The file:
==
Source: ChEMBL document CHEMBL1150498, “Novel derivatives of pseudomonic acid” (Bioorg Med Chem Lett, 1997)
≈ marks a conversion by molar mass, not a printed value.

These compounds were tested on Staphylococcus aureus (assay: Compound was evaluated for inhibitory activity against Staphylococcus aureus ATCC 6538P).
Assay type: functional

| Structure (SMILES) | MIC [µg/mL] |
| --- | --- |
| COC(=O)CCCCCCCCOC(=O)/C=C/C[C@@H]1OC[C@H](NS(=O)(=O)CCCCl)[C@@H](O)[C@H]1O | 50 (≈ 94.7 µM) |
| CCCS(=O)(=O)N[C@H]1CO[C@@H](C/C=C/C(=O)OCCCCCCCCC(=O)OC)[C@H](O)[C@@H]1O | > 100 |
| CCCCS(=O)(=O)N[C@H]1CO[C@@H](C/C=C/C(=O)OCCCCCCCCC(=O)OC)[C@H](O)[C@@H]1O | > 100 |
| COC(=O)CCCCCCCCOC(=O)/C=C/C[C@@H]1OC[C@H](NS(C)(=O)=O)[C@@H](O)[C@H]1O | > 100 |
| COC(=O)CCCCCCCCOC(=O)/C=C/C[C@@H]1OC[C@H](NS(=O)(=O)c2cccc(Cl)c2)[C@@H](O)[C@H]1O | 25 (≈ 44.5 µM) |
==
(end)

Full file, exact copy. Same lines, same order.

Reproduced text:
Source: ChEMBL document CHEMBL1150498, “Novel derivatives of pseudomonic acid” (Bioorg Med Chem Lett, 1997)
≈ marks a conversion by molar mass, not a printed value.

These compounds were tested on Staphylococcus aureus (assay: Compound was evaluated for inhibitory activity against Staphylococcus aureus ATCC 6538P).
Assay type: functional

| Structure (SMILES) | MIC [µg/mL] |
| --- | --- |
| COC(=O)CCCCCCCCOC(=O)/C=C/C[C@@H]1OC[C@H](NS(=O)(=O)CCCCl)[C@@H](O)[C@H]1O | 50 (≈ 94.7 µM) |
| CCCS(=O)(=O)N[C@H]1CO[C@@H](C/C=C/C(=O)OCCCCCCCCC(=O)OC)[C@H](O)[C@@H]1O | > 100 |
| CCCCS(=O)(=O)N[C@H]1CO[C@@H](C/C=C/C(=O)OCCCCCCCCC(=O)OC)[C@H](O)[C@@H]1O | > 100 |
| COC(=O)CCCCCCCCOC(=O)/C=C/C[C@@H]1OC[C@H](NS(C)(=O)=O)[C@@H](O)[C@H]1O | > 100 |
| COC(=O)CCCCCCCCOC(=O)/C=C/C[C@@H]1OC[C@H](NS(=O)(=O)c2cccc(Cl)c2)[C@@H](O)[C@H]1O | 25 (≈ 44.5 µM) |